“Kill the Bulls”

Some bearish investors were looking for excuses to “kill the bulls”.

That’s what strategist Kenny Wen told Bloomberg in the wee hours of the morning as stocks in Hong Kong experienced their biggest one-day drop of 2017.

Hong Kong’s Hang Seng dropped 2% overnight. Leading the drop were some of the year’s biggest winners from the red-hot index, which was up more than 30% year-to-date before today’s slide.

It’s safe to say that the Hang Seng’s drop was an eerie way to kick off the 30th anniversary of Black Monday. And while a 2% slide isn’t anything close to a trend-breaker, we’re seeing a wave of red overtake the futures market in the western world right now. Heck, we might even see a legitimate pullback!

You see, Americans aren’t the only investors who have enjoyed historically calm market conditions this year. Emerging markets like China have also basked in a steady rally that has effectively lulled many investors to sleep.

Sure, U.S. stocks have been a great place for your trading dollars this year. But emerging markets are running laps around America’s major averages. That’s right – the same stocks that couldn’t attract any attention since the financial crisis are decimating U.S. stocks so far this year.

The iShares MSCI Emerging Markets ETF (NYSE:EEM) has rocketed to gains of more than 33% year-to-date. This performance puts all the U.S. major indexes to shame – even the red-hot Nasdaq Composite, which is up about 23% in 2017.

As we’ve mentioned many times recently, we’re experiencing a global economic rebound right now. But most of us are too fixated on what’s happening in the U.S. to see it unfold.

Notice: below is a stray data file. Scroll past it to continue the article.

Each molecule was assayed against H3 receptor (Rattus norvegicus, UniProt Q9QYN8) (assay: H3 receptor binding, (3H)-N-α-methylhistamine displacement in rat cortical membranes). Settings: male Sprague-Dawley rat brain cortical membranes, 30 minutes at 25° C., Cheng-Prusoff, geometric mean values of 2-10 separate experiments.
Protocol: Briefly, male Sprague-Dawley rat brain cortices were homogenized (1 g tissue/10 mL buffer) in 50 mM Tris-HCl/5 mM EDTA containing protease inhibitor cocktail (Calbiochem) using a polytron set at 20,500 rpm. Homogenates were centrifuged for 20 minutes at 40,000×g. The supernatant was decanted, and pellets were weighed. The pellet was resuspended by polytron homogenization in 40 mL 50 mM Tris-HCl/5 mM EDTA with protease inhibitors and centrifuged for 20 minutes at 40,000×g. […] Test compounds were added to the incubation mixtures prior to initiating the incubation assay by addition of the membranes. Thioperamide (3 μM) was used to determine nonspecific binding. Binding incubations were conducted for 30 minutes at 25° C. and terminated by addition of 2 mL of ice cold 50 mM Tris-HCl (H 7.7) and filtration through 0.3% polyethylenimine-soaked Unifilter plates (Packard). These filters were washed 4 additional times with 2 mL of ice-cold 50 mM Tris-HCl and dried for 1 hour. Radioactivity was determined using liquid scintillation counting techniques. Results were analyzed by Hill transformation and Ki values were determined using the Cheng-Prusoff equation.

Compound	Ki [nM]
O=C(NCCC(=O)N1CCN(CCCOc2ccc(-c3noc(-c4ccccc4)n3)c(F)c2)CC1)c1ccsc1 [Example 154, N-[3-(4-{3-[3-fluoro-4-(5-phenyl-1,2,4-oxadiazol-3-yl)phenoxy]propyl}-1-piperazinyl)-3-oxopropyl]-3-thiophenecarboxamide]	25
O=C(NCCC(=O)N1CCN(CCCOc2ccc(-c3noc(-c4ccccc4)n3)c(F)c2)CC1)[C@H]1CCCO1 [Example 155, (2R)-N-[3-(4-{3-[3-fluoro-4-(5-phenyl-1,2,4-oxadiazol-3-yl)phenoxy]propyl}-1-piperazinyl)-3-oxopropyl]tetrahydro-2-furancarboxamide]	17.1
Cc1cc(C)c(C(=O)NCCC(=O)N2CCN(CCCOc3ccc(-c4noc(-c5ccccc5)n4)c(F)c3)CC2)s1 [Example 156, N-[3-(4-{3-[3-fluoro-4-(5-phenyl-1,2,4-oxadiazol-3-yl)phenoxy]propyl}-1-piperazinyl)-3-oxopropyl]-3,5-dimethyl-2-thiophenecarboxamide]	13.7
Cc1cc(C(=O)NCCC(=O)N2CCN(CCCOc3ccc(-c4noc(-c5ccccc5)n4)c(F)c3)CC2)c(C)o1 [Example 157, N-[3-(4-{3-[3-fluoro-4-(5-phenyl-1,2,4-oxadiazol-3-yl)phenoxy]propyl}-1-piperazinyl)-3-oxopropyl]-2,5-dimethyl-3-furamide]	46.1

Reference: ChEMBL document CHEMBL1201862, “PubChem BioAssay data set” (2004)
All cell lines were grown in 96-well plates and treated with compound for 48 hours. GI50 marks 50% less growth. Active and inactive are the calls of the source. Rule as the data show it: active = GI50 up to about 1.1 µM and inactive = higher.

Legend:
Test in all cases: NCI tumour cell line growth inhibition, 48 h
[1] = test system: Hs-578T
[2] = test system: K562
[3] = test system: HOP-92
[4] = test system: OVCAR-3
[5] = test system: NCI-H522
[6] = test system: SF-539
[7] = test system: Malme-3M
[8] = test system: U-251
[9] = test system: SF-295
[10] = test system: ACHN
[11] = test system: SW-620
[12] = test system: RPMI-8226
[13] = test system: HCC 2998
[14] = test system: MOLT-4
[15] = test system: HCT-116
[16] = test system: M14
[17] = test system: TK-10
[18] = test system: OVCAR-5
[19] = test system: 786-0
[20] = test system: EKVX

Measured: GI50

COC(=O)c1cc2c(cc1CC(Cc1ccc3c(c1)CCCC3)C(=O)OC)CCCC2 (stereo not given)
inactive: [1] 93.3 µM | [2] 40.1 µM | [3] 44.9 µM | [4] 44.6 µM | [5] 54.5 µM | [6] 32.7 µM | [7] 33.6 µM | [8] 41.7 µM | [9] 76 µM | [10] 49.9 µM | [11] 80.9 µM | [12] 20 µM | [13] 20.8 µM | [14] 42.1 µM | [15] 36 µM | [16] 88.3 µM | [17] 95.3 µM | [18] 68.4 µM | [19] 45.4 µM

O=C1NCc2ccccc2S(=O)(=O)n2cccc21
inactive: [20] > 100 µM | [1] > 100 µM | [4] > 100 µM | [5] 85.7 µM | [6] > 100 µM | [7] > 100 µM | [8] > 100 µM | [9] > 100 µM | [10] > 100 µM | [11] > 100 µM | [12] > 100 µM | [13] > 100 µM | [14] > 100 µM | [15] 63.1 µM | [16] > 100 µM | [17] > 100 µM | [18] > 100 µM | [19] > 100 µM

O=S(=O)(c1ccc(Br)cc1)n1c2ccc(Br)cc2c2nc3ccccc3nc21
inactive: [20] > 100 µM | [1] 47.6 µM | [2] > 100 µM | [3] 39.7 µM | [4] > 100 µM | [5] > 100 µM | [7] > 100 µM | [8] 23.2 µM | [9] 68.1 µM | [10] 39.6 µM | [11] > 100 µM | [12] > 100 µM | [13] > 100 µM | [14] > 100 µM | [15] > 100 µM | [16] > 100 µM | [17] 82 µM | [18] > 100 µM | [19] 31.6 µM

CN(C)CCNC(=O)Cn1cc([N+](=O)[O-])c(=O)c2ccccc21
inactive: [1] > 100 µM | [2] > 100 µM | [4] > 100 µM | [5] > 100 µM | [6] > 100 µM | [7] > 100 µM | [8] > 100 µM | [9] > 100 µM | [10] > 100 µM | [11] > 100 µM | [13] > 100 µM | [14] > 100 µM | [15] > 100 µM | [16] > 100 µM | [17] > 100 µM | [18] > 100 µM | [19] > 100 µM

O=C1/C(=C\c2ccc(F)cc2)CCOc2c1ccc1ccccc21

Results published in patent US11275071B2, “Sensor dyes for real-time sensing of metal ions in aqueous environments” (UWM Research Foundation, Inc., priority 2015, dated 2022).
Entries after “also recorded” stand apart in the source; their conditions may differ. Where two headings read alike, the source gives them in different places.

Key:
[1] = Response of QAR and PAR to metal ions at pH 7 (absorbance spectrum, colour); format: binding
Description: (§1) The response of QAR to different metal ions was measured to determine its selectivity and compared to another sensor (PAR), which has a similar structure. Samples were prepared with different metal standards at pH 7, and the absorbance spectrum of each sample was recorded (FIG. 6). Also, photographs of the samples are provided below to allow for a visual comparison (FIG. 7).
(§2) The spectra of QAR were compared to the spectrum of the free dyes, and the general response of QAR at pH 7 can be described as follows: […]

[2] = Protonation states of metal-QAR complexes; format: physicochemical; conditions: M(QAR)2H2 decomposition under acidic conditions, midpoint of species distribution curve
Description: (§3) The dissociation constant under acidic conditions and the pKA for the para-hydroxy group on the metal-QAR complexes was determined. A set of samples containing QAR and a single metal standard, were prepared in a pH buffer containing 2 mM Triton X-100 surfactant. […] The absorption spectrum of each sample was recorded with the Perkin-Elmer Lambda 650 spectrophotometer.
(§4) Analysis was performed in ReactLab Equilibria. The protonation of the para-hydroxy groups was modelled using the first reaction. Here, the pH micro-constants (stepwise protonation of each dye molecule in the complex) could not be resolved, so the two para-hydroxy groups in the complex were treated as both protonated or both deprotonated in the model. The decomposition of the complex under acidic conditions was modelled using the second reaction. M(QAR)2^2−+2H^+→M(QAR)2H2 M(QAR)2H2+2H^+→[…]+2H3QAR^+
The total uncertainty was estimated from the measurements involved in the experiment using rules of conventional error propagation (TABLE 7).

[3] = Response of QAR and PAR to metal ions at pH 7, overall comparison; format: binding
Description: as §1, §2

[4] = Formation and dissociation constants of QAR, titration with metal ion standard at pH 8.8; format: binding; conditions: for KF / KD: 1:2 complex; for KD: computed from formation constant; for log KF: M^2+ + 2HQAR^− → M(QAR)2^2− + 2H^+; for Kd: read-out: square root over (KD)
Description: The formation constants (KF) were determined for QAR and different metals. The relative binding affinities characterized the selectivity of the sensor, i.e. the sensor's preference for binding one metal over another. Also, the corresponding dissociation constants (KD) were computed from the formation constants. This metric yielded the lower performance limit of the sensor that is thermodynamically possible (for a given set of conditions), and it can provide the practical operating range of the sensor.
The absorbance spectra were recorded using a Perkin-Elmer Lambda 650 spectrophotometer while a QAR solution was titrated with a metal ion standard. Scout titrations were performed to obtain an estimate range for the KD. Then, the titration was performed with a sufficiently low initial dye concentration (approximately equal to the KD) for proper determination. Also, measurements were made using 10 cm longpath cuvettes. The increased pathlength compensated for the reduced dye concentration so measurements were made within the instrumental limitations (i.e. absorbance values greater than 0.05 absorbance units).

A quick peek overseas shows the strength of these emerging market rallies. India’s Nifty 50 Index is up 25% in 2017. Polish stocks are up more than 50%. Argentina is up a whopping 55% year-to-date. The list goes on and on…

While some investors are dipping their toes in emerging market funds, most folks are content to stay parked in U.S. stocks.

“U.S.-based stock investors may have pumped fresh funds into emerging markets after their recent outperformance, but they remain under-allocated by a key measure, as a combination of ‘home bias’ and lingering concern about volatility have restrained client interest,” Reuters notes.

That’s why we were so eager to jump into the iShares MSCI Emerging Markets ETF (NYSE:EEM) over the summer. EEM has doubled up the performance of the S&P 500 so far this year. This is a trend that has continued since we hopped onboard back in July. While the herd remains focused on the formidable FANNGs here in the states, the rest of the world is humming along at a pace we’ve not seen in a decade.

Up until the second quarter, U.S. money managers only had about 5% of assets allocated to emerging market stocks. Despite the incredible first-half performance of more than a handful of emerging markets, we didn’t see a big rush into these stocks like we witnessed during the Goldman’s BRIC-mania earlier this century. In fact, many of these countries continue to streak higher without a second glance from investors.

Meanwhile, futures remain stuck deep in the red as I type. The financial media are already stirring the pot because, like most investors, they’ve completely forgotten what an actual pullback looks like. Aside from Black Monday’s 30th anniversary, there hasn’t been any meaty market news lately. That means we’ll probably see plenty of ink spilled on today’s drop if it follows through.

Don’t get sucked into the madness. If we do see a meaningful drop, it will probably reveal more profitable trading setups for us to jump on in the coming weeks…


Greg Guenthner
for The Daily Reckoning

The Daily Reckoning